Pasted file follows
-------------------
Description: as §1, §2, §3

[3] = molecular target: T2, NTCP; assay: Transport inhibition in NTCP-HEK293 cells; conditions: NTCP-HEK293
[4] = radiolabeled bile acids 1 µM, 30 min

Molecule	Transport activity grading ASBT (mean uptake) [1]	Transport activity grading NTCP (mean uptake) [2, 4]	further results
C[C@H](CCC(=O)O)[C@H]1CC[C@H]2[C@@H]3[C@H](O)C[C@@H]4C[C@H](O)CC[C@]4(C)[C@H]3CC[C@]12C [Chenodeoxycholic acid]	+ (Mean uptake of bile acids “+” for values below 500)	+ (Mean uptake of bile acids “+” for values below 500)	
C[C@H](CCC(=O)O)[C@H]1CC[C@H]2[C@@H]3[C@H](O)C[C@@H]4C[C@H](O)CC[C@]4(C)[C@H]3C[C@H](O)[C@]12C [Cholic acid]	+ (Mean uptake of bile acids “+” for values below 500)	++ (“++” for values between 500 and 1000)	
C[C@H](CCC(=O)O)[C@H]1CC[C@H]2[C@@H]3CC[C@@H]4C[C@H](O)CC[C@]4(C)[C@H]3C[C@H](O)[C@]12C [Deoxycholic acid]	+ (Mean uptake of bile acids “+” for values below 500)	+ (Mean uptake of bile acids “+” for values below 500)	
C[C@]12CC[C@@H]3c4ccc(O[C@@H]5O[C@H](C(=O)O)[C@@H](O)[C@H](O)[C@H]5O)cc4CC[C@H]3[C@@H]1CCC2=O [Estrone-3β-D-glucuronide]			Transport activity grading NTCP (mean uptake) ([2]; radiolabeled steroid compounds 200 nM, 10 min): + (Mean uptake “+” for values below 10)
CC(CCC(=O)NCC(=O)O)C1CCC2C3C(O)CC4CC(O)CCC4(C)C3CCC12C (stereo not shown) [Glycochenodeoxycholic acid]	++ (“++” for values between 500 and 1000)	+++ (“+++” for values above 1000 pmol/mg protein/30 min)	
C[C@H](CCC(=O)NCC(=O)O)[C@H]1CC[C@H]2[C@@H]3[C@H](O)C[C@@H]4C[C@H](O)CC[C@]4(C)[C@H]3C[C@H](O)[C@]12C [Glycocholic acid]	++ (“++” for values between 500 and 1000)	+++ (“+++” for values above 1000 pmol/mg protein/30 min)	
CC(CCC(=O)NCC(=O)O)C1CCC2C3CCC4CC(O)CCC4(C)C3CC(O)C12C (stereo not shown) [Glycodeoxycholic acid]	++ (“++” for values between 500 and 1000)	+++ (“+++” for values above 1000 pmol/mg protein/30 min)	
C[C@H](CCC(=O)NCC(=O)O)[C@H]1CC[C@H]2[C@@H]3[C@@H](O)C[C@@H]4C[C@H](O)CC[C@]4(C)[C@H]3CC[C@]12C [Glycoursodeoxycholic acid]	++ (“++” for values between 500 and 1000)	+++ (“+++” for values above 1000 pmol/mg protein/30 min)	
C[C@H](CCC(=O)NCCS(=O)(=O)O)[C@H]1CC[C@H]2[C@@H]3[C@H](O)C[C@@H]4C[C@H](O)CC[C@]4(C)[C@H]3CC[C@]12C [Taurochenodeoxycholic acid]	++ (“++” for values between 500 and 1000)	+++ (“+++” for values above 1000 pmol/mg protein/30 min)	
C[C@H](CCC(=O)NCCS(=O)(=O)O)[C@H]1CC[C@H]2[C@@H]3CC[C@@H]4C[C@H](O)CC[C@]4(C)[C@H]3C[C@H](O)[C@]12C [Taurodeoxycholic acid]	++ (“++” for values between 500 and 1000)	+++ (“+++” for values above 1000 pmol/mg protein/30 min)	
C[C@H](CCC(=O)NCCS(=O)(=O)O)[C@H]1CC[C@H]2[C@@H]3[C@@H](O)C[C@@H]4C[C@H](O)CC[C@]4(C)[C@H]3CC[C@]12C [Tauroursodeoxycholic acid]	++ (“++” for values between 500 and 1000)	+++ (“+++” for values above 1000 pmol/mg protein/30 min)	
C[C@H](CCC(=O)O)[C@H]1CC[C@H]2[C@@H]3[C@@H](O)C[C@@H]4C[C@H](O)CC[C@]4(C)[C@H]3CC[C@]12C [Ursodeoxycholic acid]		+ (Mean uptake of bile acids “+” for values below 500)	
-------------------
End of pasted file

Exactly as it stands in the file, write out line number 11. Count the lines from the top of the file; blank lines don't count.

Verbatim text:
CC(CCC(=O)NCC(=O)O)C1CCC2C3CCC4CC(O)CCC4(C)C3CC(O)C12C (stereo not shown) [Glycodeoxycholic acid]	++ (“++” for values between 500 and 1000)	+++ (“+++” for values above 1000 pmol/mg protein/30 min)	